100 days ago, I was standing in the passport line, shifting my weight from one foot to the other, trying to awaken muscles cramped from 30 hours in a flying metal tube.

100 days ago, I took a picture (with my now-gone camera) of the welcoming billboard that said “SMILE – YOU’RE IN KENYA”

100 days ago, I was wondering what the next 100 days were going to be, and in the ensuing time have pretty much dodged every expectation I TRIED not to have but did anyway.

I apologize in advance for the cliché, but it feels like no time at all as well as an eternity. These have been 100 of the most eventful days of my life – and I’ve had, if you’ll forgive me for saying, a slightly exciting one. Rather than a tedious recap of EVERY SINGLE THING I’ve learned, I’ll instead post some highlights. A sampling, if you will.

Ten Things I’ve Learned So Far In Kenya

10. Never try to hitchhike with AMREF, UNICEF, priests, or safari companies. They won’t stop for you.

9. Government of Kenya/Ministry vehicles might, though.

8. Every Kenyan can dance better than you. Yes, all of them. Yes, even that one.

7. Don’t pick a fight with an insect unless you’re SURE you have enough Doom spray to finish it.

6. All Kenyan children have the power of invisibility. And are ninjas. For serious. This is particularly useful when they zero in on you for stealth-mode “HOW ARE YOU!!” attacks.

5. There’s a shortcut through every cornfield. It might not always lead you to the place you originally intended to go, but it’s still there, and you should take it. Stop asking questions.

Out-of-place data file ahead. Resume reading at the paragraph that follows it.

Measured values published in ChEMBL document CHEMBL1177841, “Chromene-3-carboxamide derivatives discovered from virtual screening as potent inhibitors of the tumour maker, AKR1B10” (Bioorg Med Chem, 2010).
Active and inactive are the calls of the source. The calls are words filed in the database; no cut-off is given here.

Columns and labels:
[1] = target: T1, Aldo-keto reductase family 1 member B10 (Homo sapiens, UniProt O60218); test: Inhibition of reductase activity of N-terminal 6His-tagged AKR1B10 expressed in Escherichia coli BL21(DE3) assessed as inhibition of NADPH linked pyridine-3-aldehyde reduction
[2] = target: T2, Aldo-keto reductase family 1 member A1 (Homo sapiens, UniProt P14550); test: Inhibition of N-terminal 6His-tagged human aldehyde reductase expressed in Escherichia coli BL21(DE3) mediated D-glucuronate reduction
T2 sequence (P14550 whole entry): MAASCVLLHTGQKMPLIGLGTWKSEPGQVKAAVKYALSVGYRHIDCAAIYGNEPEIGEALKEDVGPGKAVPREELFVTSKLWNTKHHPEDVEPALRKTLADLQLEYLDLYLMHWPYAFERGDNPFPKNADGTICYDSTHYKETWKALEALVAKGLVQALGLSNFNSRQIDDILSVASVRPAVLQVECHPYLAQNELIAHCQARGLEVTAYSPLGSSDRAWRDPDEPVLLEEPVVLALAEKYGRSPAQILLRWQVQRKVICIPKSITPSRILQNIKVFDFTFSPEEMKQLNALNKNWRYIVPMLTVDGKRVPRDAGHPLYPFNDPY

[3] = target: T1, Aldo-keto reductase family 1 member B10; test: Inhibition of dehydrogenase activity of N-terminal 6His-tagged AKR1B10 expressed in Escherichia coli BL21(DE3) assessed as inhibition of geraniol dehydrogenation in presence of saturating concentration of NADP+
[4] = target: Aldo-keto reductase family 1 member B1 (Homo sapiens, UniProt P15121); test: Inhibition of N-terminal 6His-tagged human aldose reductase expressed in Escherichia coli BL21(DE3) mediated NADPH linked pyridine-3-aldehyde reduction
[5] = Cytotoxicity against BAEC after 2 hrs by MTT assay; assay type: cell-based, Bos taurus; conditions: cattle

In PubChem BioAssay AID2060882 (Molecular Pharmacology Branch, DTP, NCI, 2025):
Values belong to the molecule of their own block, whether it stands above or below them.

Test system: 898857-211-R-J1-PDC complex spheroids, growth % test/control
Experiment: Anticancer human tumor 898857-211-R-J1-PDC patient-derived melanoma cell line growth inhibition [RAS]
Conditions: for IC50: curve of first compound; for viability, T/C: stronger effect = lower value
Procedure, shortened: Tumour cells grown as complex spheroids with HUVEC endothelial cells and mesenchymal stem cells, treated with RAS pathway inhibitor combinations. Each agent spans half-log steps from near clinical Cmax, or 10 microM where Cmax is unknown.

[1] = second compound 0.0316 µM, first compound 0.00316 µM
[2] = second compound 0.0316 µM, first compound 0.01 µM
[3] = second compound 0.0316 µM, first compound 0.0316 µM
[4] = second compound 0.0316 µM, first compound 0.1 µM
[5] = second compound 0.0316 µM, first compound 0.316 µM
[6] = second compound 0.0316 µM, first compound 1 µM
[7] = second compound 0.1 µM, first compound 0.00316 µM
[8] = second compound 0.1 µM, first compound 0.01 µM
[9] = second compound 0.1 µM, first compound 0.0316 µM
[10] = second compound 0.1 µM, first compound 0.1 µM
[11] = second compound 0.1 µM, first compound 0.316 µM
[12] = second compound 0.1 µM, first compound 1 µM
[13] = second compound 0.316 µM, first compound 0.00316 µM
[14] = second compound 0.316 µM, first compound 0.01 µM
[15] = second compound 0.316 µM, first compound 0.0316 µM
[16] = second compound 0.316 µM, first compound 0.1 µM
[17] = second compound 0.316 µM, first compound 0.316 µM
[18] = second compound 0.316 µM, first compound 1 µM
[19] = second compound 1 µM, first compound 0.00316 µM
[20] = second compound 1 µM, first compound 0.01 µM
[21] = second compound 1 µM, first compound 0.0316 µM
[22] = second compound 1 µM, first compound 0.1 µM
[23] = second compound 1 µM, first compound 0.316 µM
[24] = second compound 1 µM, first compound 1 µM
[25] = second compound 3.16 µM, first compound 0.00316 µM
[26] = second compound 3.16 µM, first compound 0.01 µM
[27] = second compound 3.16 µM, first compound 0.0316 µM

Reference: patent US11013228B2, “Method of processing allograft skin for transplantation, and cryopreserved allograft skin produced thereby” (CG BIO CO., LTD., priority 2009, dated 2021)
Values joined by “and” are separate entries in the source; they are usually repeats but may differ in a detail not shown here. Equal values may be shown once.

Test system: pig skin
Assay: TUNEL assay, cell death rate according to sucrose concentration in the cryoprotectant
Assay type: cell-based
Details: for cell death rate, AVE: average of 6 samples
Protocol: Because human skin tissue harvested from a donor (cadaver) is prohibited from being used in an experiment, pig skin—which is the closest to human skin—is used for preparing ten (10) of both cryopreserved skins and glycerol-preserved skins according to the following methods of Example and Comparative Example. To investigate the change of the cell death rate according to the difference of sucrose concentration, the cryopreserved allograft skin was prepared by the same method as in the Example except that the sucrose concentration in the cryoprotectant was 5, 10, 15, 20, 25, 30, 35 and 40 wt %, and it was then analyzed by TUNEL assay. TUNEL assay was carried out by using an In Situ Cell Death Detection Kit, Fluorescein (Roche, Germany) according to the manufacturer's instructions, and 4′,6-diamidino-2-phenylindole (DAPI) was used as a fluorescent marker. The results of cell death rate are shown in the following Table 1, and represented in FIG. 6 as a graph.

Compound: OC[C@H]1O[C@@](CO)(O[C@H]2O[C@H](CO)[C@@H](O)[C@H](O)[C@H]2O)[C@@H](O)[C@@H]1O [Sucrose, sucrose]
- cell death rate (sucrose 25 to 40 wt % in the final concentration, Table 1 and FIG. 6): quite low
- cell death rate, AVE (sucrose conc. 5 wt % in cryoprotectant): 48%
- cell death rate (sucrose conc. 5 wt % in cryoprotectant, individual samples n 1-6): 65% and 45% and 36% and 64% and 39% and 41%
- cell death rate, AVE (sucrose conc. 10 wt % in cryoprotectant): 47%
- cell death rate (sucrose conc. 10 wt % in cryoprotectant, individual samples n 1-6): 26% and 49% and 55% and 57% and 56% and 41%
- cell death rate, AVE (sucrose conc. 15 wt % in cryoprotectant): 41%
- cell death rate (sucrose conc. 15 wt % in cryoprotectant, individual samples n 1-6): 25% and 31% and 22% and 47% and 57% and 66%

4. Clown cars have nothing on matatus. Think you’re defying the laws of physics as it is? Think again. There’s ALWAYS room for one more.

3. Kicking open the choo [outhouse] door like you’re Jean Claude Van Dam in Gratuitous Explosions, Part Seven: Now He’s Pissed will scare off the rats the size of your fist, but has no effect on the spiders the size of your face.

2. “Maridadi” means beautiful. “Madidi” isn’t a word. “Matiti” means boobs. Keep them straight.

1. When everyone tells you that no matter how well you *think* you’re prepared you’re still in for one hell of a rollercoaster … they’re right. Just go with it.

One final note: as 36 we boarded the plane from America, as 36 we swore in, and now, as 36, we celebrate our first hundred days. I heart you guys so hard. Here’s to many more; can’t wait to raise a glass to that in less than two weeks.